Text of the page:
It was the Neapolitan admiral Francesco Caracciolo (1752–1799), who made the observation: 'There are in England sixty different religions and only one sauce'.
However, when I enlisted in the RAF, nearly two hundred years after his rather disparaging remark, many changes had been made in the Sceptred Isle.
England now had two sauces— red and brown, and the myriad Christian sects and denominations encountered by Francesco Caracciolo were reduced to three — at least as far as the Armed Forces of the Crown were concerned — the three being C of E, RC, and OD.
'C of E' refers the Church of England; Protestant, Anglican, the Established church of the Realm. 'RC' indicates Roman Catholic and 'OD' Other Denominations, a title which encompasses a plethora of nonconformist persuasions, including Presbyterians, Baptists, Methodists — Calvinist, Wesleyan, and Primitive, Plymouth Brethren, Seventh Day Adventists, Jehovah's Witnesses, Gospel Hall, in fact all and any Christian creed and cult neither Anglican nor Catholic.
Having Christianity divided into three parts — somewhat like Gaul — made life so much simpler for the military.
Every Sunday all apprentices would attend a church parade relevant to their religious persuasion to be marched off to the appropriate church for their devotions; the Anglicans to St. George's Church, the Catholics to The Holy Family Church, and Other Denominations to St. Andrew's Church.
The default religion for 'don't knows' or 'none' was C of E. Agnostics, Atheists, and pagans of all shades, also fell in with the Anglicans and marched to St George's. However, they remained outside of church until the end of the service, and then fell in with us holy ones before we all marched back to camp for Sunday dinner.
An urban myth was that 'the ungodly' were given foot drill during the hour long service, and many became 'Christian' to get into the warmth of the church during the winter months.
The RAF ensign was raised every morning at Reveille, with the Orderly Officer, Orderly Sergeant, and the duty trumpeter in attendance. However on Wednesdays the Colour Hoisting ceremony was carried out during the morning parade before we were marched off to work.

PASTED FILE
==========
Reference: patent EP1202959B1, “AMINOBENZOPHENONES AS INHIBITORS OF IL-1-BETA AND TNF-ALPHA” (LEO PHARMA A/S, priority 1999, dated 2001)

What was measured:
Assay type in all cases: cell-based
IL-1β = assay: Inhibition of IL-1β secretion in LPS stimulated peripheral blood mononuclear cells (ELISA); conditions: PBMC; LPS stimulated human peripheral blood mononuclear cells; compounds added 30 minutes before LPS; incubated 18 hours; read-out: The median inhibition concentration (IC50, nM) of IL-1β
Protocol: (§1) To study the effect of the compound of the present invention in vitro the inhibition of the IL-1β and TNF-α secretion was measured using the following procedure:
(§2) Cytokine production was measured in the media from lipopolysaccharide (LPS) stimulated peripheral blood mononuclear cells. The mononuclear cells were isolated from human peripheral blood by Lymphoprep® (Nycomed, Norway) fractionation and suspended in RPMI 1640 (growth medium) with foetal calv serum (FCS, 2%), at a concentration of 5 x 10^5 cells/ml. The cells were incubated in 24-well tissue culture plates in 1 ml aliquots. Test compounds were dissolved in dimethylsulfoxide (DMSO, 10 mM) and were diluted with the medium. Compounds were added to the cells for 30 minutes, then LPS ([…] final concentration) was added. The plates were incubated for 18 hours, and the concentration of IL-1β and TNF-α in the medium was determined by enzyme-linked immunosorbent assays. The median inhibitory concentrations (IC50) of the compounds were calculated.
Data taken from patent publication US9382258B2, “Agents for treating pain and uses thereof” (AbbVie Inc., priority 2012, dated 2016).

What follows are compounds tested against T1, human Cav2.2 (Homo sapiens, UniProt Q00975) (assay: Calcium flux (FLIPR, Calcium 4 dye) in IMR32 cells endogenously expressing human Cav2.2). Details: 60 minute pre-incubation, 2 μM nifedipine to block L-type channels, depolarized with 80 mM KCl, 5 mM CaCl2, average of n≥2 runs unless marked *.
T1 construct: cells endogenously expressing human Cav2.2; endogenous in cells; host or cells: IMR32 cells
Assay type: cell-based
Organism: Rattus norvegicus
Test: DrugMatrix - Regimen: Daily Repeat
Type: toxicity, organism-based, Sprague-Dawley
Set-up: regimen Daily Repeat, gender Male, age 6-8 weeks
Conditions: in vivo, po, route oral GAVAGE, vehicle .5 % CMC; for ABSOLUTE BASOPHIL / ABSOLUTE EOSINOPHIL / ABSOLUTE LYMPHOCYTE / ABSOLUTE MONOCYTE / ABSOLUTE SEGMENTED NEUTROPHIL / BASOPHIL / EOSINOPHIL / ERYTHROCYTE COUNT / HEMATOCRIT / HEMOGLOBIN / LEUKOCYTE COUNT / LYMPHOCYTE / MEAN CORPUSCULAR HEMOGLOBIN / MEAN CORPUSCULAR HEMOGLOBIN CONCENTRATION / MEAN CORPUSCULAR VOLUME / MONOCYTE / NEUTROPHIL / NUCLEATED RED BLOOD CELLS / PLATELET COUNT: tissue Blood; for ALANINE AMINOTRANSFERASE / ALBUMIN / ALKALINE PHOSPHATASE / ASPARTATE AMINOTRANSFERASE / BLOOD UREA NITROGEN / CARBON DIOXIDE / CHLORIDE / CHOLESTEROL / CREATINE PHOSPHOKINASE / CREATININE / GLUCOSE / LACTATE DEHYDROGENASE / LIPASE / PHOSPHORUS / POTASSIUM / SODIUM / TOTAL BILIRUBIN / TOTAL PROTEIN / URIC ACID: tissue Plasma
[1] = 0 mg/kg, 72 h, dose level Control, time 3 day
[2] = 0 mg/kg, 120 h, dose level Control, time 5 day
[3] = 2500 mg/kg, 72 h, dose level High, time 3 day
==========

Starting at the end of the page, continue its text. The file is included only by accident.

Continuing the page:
After Mr. Carter, Number 2 Wing's esteemed Wing Warrant Officer, had the parade assembled to his satisfaction he handed over to the senior officer, and then went marauding behind the rear ranks of the three squadrons drawn up in review order.
The C of E Padre would trot onto the parade square after the RAF ensign had been raised, but before he started on any of his sky pilot spiel the parade commander, who was usually the Wing Commander, gave the order. 'Fall out Roman Catholics, Jews and Moslems, and any other non-Christian denominations. '
Once that rather ambiguous order had been issued a mass exodus from the ranks ensued, the majority being Catholics but among which would be a few bold C of E lads who liked to chance their arm and have a break from the routine of the parade. Warrant Officer Carter must have had a photographic memory as he soon stopped any apostates in their tracks.
"I know you're not a Roman Candle, Smetherswick. Get fell back in, jildi!"
After the C of E Padre had given a homily and a prayer the order 'Fall in the Roman Catholics, Jews and Moslems, and other non-Christian denominations' was given.
Those who had broken ranks to stand on the edge of the parade ground, and were thus out of earshot of the Proddie Padre when he spoke, now made their way back to their ranks, chivvied by Mr. Carter.
The parade continued with the order 'In open order -- right dress', preparatory to the inspection of the troops by the Wing Commander. As the Wingco made his way through the ranks the military band serenaded us with a tune, the name of which I never learned but the words we sang, sotto voce, to the melody were:
'Somebody shat on our doorstep
Mother swore blind it was me.
Ttiddle, tiddle, pom'
During this musical interlude W.O. Carter, who was both large and flatulent, would prowl up and down behind the rear ranks of the squadrons, belching and breaking wind — you can probably guess his nickname, which rhymed with his surname — and muttering "Fall out the officers" or "Fall in the Gale and Crash crew", loud enough to be heard by those in the rear ranks. This would of course cause some to snigger or chuckle.
Then he would pounce. Sideling up behind an unfortunate his eye had lighted on he would hiss sibilantly in their ear.